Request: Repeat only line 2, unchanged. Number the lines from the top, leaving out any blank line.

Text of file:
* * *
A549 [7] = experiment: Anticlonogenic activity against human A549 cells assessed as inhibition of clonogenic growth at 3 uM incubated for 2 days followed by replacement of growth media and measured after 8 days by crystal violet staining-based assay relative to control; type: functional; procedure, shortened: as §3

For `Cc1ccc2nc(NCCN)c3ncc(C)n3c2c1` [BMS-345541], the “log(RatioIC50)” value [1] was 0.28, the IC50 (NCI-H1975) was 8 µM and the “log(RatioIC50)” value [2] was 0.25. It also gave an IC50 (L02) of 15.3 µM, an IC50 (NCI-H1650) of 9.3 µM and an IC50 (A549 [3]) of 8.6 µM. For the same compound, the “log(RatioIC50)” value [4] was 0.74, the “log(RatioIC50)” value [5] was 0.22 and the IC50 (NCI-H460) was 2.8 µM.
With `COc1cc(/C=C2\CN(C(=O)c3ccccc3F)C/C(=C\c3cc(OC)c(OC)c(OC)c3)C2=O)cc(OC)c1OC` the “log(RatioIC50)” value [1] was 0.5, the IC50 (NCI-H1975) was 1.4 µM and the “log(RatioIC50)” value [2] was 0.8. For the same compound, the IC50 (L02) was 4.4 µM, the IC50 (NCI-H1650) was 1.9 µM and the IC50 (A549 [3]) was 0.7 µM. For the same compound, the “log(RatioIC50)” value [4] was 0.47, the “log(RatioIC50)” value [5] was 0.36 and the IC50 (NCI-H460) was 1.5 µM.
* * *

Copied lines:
For `Cc1ccc2nc(NCCN)c3ncc(C)n3c2c1` [BMS-345541], the “log(RatioIC50)” value [1] was 0.28, the IC50 (NCI-H1975) was 8 µM and the “log(RatioIC50)” value [2] was 0.25. It also gave an IC50 (L02) of 15.3 µM, an IC50 (NCI-H1650) of 9.3 µM and an IC50 (A549 [3]) of 8.6 µM. For the same compound, the “log(RatioIC50)” value [4] was 0.74, the “log(RatioIC50)” value [5] was 0.22 and the IC50 (NCI-H460) was 2.8 µM.